I Am Number Four’s climax largely abandons its appealing Smallville ethos for something more suitable of a film bearing the name of Michael Bay but made with a fraction of the effects budget. The orgy of destruction involving CGI beasts and laser guns and explosions and tons of acrobatic stuntwork comes off a tad cheap if not a little tacky. Hopefully the filmmakers will get a bit more cash to make the sequel which I Am Number Four's ending rather blatantly labors to set up.
WHAT IT’S ABOUT?
Adapted by Bret Easton Ellis (Less Than Zero The Rules of Attraction American Psycho) from his own 1994 novel about the excesses of the rich and not-so-lucky in Hollywood circa 1983 this shallow film seems out of touch now in a time of economic turmoil — even if it is disguised as a period piece. Presented as a multi-story look at L.A. at its sordid best The Informers introduces us to a sleazy movie executive his estranged wife her poolboy lover a coked-out British punk rock star a fading newscaster a voyeuristic doorman a slimy ex-con and any number of beautiful vapid sexed-up twentysomethings who seem to spend their days either partying or snorting immune to any kind of social consciousness in an era marked by the dawn of the AIDS epidemic.
WHO’S IN IT?
The ensemble cast is split between older stars who’ve seen better days and a promising group of new talent unfortunately caught up in this mess. Billy Bob Thornton sleepwalks through the studio exec role while a pre-Wrestler Mickey Rourke (in a glorified cameo) shows us the kind of dreck he’s been stuck in the last few years as a tough ex-con who seems obsessed with someone called “the Indian.” Kim Basinger survives intact as a long-suffering Hollywood wife looking for a human connection from anyone who crosses her path while Winona Ryder projects just a shadow of her once-promising career as the aging newscaster. The late Brad Renfro who himself apparently fell victim to a drug-induced lifestyle is oddly touching as the peeping-tom doorman. Filling in the lost youth part of the equation are Jon Foster Amber Heard Austin Nichols Lou Taylor Pucci and amusing British star Mel Raido who do the best they can with their clothes on and off. Chris Isaak and Rhys Ifans also turn up in minor roles.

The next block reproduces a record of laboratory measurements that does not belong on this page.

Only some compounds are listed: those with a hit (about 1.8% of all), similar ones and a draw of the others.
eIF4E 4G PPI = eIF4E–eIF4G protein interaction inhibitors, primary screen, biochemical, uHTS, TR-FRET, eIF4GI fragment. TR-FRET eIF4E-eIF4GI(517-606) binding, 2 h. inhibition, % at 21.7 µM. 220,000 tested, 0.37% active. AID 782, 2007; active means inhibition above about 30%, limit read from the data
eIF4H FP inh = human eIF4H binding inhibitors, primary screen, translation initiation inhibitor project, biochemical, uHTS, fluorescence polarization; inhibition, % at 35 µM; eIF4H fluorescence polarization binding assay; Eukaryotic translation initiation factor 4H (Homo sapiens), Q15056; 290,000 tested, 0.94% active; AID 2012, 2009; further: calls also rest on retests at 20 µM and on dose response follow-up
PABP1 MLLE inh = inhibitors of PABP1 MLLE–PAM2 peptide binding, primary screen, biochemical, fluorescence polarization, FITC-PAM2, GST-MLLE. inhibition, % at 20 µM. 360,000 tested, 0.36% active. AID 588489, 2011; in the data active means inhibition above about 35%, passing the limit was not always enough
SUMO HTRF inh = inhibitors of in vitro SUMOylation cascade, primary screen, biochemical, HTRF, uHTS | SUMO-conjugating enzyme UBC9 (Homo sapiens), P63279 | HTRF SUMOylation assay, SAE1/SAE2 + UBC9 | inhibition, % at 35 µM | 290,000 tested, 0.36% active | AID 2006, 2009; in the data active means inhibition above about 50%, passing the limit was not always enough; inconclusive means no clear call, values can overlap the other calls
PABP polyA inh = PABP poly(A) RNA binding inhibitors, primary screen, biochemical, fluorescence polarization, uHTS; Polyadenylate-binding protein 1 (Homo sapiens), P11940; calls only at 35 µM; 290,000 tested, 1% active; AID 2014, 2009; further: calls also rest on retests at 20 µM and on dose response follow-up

For what it’s worth The Informers has been handsomely shot and does capture emotional deadness well but unfortunately there’s nothing behind the façade of a group of characters we just don’t care about.
Ellis covered this all in Less Than Zero — same era same losers — so did we really need a LESS THAN Less Than Zero in 2009? It’s also a shame to see a fine group of actors so completely wasted both on screen and off.
BEST STONED-OUT LOSER SCENE:
The tenor of the whole film is summed up in the ice cube-filled bathtub sequence where a drunken almost catatonic British rocker proceeds to nearly kill himself trying to light a cigarette and answer a phone that NEVER stops ringing.
NETFLIX OR MULTIPLEX:
This movie may already be available on DVD before you finish reading this review.